an·​ec·​dote ˈa-nik-ˌdōt How to pronounce anecdote (audio)
plural anecdotes also anecdota ˌa-nik-ˈdō-tə How to pronounce anecdote (audio)
: a usually short narrative of an interesting, amusing, or biographical incident

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The Greek Smear Job at the Root of Anecdote

The Byzantine official Procopius wrote three historical works in Greek. In the first two, he dealt with wars and public works projects, but the third was something of a departure from this kind of history. Referred to as "Anekdota," from the Greek a- meaning "not," and ekdidonai, meaning "to publish," it contained bitter attacks on the emperor Justinian, his wife, and other notables of contemporary Constantinople. Understandably, it was not published until after its writer's death. English speakers originally used an anglicized version of the book's name for similar secret or unpublished histories or biographies, and by the 17th century, the meaning of anecdote had been broadened to cover any interesting or amusing personal tale.

Examples of anecdote in a Sentence

Like many Jesuits who then ate most of their meals in refectories, McKenzie was a master raconteur with endless anecdotes, stories, and one-liners. Margaret O'Brien Steinfels, Commonweal, 11 Sept. 2009
If Antony had won, of course, the story would have been very different. Indeed, despite the dominance of the Augustan version of events, a few hostile anecdotes about the young Octavian probably offer a glimpse of what Antony's side was saying. Mary Beard, New York Review of Books, 12 Feb. 2009
appalling by turn, the dominant figure here is, as it should be, Evelyn. Evelyn Toynton, Harper's, August 2007
Any competent science reporter knows anecdotes are not data and that one dramatic story proves nothing. Editor & Publisher, 4 Nov. 2002
Deeply convinced of her own unattractiveness, frequently lonely and unimaginably needy, Joplin was a person who lived all over the page. It is impossible to read about her and not crave more anecdotes and personal details of such a wanton, tragic life. Kim France, New York Times Book Review, 2 May 1999
Alexander's use of the family's private papers—the Waughs were prolific writers of letters and diaries as well as books—not only adds richly to the entertainment value of his account but also serves to illuminate just how tangled are the threads of filial love, hurt, awe, and competitiveness that run through their work. Although he ranges freely over two centuries of family anecdotes, amusing and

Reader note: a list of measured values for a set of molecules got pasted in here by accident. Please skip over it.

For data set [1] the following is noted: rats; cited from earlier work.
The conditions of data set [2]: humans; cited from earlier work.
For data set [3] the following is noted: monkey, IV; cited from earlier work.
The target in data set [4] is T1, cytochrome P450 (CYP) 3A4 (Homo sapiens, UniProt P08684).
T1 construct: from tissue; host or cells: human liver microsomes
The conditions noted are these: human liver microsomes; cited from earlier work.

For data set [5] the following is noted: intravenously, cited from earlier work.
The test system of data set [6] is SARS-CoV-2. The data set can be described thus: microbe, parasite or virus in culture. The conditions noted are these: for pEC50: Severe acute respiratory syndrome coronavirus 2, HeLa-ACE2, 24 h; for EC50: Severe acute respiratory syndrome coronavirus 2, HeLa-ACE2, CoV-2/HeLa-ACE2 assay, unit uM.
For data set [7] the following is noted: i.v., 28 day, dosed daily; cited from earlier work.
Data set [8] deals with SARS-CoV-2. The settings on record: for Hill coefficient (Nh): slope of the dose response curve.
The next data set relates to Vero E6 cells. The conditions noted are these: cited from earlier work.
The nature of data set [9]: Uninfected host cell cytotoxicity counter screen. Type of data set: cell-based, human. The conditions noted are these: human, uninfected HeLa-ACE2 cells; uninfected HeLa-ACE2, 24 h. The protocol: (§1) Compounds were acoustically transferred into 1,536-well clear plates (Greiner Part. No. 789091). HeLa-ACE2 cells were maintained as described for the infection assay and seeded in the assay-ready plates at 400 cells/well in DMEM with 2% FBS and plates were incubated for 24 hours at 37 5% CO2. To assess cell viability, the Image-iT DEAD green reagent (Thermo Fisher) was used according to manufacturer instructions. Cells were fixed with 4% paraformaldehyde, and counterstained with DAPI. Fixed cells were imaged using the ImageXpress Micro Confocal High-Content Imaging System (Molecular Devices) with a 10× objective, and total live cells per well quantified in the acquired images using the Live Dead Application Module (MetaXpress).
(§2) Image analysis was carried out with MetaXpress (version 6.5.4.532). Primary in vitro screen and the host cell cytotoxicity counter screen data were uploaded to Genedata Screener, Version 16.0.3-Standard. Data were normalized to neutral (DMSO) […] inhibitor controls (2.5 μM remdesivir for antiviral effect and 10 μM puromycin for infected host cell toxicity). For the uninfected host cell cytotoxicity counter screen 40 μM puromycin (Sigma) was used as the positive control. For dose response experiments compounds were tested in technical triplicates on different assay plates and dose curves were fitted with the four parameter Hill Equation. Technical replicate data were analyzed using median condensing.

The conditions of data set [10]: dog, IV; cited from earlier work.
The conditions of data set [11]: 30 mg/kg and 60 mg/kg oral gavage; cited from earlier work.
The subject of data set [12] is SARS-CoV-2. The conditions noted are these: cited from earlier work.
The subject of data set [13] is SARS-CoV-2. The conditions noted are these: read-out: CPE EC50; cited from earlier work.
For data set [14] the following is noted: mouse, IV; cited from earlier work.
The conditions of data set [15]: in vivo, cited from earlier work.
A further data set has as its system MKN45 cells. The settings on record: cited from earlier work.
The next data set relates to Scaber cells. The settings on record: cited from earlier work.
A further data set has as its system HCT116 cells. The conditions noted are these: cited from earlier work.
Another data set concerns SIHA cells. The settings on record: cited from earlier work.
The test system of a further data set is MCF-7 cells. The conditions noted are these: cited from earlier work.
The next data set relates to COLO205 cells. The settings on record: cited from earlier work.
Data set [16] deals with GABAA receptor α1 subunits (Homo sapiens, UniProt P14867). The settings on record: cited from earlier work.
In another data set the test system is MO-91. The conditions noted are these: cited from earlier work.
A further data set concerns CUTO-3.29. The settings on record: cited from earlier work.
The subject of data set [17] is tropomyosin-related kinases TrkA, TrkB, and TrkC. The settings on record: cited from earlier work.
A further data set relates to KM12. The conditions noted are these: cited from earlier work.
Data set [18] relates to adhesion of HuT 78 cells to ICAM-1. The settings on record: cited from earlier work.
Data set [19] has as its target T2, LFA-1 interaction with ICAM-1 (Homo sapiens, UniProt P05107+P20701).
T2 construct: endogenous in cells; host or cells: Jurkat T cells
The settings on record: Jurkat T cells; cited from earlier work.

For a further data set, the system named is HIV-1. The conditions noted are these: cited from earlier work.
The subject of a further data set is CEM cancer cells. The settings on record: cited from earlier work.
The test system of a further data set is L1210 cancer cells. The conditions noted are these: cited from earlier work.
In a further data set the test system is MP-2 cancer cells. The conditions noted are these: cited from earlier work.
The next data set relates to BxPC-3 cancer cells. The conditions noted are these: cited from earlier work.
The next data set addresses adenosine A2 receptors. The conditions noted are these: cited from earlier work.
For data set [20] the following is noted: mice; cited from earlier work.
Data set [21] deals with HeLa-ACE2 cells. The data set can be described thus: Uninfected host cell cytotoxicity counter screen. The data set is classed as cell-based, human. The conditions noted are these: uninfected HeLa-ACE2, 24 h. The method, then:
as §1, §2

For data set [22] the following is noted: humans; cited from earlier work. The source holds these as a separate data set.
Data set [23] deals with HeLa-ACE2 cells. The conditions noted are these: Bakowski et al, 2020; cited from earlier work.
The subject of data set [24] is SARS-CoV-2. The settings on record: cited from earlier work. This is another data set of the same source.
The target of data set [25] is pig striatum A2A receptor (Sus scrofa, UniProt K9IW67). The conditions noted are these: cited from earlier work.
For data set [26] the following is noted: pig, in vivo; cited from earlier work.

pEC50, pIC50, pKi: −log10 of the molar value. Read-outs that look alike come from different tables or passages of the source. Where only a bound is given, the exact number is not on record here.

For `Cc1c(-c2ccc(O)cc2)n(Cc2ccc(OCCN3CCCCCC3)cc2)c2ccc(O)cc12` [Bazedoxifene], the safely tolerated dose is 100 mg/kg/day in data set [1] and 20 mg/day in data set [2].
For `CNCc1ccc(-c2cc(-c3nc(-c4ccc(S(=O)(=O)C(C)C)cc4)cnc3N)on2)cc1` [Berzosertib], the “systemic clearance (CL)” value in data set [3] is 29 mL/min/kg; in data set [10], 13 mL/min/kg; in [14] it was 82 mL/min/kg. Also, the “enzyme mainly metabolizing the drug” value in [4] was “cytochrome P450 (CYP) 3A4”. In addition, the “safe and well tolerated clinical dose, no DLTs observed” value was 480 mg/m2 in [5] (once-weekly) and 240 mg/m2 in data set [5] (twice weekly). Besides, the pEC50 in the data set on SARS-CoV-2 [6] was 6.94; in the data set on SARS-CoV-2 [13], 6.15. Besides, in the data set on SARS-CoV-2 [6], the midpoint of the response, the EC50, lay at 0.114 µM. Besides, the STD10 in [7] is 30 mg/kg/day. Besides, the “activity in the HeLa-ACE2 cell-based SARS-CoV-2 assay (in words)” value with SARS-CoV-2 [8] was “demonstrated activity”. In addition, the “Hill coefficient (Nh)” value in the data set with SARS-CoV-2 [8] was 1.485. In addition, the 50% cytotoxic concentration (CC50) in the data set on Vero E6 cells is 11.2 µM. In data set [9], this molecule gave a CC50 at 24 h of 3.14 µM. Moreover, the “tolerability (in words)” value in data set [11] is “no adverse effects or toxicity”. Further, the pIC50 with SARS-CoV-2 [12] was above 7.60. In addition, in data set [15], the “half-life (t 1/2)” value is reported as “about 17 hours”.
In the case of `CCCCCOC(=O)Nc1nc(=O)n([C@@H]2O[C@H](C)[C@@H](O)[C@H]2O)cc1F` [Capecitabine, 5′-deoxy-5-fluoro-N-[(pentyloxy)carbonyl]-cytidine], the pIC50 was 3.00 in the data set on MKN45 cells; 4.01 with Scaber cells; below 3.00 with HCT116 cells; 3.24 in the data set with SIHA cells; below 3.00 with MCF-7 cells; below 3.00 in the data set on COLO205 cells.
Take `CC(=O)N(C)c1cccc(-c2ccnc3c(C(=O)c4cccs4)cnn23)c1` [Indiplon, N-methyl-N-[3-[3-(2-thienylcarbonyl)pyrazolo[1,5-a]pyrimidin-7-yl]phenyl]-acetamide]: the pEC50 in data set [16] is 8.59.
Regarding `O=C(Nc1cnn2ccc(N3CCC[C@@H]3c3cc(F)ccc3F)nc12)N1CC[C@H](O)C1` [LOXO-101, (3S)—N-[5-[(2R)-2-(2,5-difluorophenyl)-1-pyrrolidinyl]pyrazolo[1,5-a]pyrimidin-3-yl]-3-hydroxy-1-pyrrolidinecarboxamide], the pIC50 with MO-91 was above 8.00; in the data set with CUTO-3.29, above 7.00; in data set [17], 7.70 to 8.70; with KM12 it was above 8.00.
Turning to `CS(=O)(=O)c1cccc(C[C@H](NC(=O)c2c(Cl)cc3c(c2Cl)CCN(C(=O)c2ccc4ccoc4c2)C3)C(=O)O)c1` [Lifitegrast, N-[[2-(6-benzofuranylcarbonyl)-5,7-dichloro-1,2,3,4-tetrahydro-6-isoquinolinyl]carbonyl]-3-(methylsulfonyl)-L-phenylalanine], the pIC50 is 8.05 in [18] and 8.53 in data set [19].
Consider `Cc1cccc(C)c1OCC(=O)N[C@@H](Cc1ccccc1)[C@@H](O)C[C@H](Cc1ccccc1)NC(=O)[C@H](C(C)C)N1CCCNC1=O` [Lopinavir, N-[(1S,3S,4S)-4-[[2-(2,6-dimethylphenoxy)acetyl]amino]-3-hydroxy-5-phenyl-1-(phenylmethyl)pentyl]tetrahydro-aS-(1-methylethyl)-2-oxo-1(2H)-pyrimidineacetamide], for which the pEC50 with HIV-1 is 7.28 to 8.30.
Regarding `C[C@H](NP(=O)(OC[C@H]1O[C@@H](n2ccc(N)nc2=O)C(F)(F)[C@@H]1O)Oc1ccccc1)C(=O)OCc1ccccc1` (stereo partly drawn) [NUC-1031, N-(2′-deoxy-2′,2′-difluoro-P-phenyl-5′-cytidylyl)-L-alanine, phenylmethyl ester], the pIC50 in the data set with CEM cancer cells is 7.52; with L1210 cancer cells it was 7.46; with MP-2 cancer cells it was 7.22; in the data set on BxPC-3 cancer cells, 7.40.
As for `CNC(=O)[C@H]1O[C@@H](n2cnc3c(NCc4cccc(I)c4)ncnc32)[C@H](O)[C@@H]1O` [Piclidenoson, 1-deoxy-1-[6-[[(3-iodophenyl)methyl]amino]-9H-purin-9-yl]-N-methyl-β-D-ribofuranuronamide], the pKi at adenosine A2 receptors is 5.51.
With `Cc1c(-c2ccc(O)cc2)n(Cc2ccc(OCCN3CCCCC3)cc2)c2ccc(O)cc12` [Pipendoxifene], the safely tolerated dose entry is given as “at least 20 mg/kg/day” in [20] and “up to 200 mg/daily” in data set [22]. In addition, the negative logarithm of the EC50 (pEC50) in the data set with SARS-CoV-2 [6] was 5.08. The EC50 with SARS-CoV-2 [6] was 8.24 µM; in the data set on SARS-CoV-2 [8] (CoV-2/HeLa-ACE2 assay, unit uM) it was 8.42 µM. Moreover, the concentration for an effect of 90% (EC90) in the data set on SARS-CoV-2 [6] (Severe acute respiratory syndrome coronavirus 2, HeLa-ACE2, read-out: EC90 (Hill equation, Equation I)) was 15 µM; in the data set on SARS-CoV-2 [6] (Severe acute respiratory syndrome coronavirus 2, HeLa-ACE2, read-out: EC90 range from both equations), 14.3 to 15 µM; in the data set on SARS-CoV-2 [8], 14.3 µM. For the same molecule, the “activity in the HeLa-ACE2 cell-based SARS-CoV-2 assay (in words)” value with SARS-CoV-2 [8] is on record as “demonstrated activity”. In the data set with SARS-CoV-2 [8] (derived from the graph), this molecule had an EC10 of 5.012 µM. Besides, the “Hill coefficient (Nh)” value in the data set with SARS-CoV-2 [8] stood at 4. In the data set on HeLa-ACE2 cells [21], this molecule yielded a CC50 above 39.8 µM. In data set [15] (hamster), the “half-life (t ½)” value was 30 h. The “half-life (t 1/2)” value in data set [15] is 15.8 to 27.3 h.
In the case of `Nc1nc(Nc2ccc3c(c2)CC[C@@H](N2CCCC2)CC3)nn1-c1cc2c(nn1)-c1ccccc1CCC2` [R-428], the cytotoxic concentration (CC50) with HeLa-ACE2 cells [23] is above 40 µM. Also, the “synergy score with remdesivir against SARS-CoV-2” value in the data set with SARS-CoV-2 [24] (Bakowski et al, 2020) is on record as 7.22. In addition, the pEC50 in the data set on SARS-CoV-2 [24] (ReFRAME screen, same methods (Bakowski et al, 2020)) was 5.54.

He told us all sorts of humorous anecdotes about his childhood. told us once again that anecdote about the dog and the bike See More
Recent Examples on the Web In it, Daniels shares meaningful memories, tells funny anecdotes, acts out vignettes from his scripts and imagination, and performs the contemporary folk songs that have given him a side gig as a singer-songwriter. Julie Hinds, Detroit Free Press, 7 Sep. 2023 Everyone thought the risqué anecdote was funny, except maybe the teen grandkids. Susan Young, Peoplemag, 2 Sep. 2023 Such insider anecdotes pepper this engaging memoir, offering insight into his coverage of such luminaries as Muhammad Ali, Michael Jordan and Tiger Woods. Becky Meloan, Washington Post, 31 Aug. 2023 Offering a humorous albeit sinister representation of modern times, the sculptures–which involve large boulders placed atop fabulously dressed hyper-realistic figures–are displayed in areas of Villa San Michele dripping with historical anecdotes. Jaimie Potters, Town & Country, 21 Aug. 2023 My husband Rob and I are living anecdotes for opposing chronotypes. Sherry Walling, Fortune Well, 15 Aug. 2023 The tome can also be used as an encyclopedia for fans, who’ll find anecdotes—ranging from movements to release dates to nicknames—for each model included. Demetrius Simms, Robb Report, 23 Aug. 2023 That anecdote feels almost metaphorical now, given the topics that are being debated during the Writers Guild of America and SAG-AFTRA contract negotiations. Seija Rankin, The Hollywood Reporter, 23 Aug. 2023 The moment that made King famous was an anecdote about his role in securing drinking water for the festival. Jonah Valdez, Los Angeles Times, 22 Aug. 2023 See More

These examples are programmatically compiled from various online sources to illustrate current usage of the word 'anecdote.' Any opinions expressed in the examples do not represent those of Merriam-Webster or its editors. Send us feedback about these examples.

Word History


French, from Greek anekdota unpublished items, from neuter plural of anekdotos unpublished, from a- + ekdidonai to publish, from ex out + didonai to give — more at ex-, date

First Known Use

1718, in the meaning defined above

Time Traveler
The first known use of anecdote was in 1718


Dictionary Entries Near anecdote

Cite this Entry

“Anecdote.” Dictionary, Merriam-Webster, Accessed 22 Sep. 2023.

Kids Definition


an·​ec·​dote ˈan-ik-ˌdōt How to pronounce anecdote (audio)
: a brief story about something interesting or funny in a person's life

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